In some cases if the nerve has receded away enough, the molar can disintegrate down to the gum level without getting infected. If left to continue to decay they do eventually abscess once the nerve is involved.

      Zzz this is pretty much what i am experiencing at the moment - the tooth is broken to the gumline but i think my upper wisdom teeth which are pushing my top teeth is aggravating it - my gumis still open - a hole is there where the remnants of the tooth are - my question is how will this be removed and treated ??

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      Default Re: What happens if I don't have severely broken teeth pulled?

      To extract the tooth, it may need to be sectioned and removed in pieces. It might not. It really depends on the situation. Some can be removed with forceps and a little bit of effort. Others need more help coming out.
      Cheese, Gromit, where's the Cheeeese???

    7. #7
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      Default Re: What happens if I don't have severely broken teeth pulled?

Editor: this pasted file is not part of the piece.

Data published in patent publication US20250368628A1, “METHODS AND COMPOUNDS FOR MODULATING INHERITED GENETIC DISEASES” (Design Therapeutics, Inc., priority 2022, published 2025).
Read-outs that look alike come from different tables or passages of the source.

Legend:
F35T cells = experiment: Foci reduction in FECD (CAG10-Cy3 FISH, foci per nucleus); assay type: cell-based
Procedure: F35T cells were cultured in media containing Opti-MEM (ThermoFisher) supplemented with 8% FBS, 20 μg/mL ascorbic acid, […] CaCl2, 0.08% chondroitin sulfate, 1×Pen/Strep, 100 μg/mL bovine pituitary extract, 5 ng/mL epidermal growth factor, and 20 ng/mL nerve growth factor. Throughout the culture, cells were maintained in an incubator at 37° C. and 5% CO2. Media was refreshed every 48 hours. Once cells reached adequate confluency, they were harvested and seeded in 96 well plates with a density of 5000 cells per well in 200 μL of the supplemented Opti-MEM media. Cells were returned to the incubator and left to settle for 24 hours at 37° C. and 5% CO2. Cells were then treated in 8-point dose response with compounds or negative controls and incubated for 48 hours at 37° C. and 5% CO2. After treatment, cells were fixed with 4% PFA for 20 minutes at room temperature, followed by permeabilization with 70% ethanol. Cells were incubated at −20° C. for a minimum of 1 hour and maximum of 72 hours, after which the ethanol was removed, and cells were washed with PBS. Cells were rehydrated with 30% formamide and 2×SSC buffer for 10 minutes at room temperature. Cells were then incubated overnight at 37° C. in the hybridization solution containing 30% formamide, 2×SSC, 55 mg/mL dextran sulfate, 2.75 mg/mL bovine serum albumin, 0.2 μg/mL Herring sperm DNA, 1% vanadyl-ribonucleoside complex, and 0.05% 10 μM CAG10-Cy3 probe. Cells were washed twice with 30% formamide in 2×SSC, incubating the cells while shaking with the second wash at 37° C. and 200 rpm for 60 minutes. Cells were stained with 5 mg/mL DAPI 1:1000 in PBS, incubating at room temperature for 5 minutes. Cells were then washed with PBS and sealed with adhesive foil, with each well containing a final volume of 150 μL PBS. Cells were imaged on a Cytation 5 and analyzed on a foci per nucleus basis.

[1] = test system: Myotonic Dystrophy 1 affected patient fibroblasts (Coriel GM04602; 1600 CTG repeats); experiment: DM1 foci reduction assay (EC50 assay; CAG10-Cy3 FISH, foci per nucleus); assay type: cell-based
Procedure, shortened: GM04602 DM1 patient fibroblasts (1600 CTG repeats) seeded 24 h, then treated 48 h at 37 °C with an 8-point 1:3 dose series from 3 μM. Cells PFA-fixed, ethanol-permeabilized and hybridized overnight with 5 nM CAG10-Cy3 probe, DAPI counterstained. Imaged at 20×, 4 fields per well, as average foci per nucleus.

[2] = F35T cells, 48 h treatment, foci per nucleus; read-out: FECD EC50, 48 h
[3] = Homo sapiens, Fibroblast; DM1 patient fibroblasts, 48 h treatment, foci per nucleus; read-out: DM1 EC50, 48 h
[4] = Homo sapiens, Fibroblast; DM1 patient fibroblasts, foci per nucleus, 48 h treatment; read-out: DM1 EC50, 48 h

Quote Originally Posted by Zzzdentist View Post
      To extract the tooth, it may need to be sectioned and removed in pieces. It might not. It really depends on the situation. Some can be removed with forceps and a little bit of effort. Others need more help coming out.

      Zzz what does that mean sorry ? sectioned ?

      Also if an healthy tooth next to this damaged tooth as sort of moved over some of the damage can this have implications for the healthy tooth ?

    8. #8
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      Default Re: What happens if I don't have severely broken teeth pulled?

      Sometimes the remaining portion of the tooth is like an anchor locked in the jaw bone. Often it's easier to take out the tooth when the roots are separated in pieces. Ever play with those puzzles as a child that you had to figure out which piece needed to come out first before the other parts will follow? The first piece gets in the way of the path of exit for the other pieces. Once the first one is freed, the others tend to follow easily.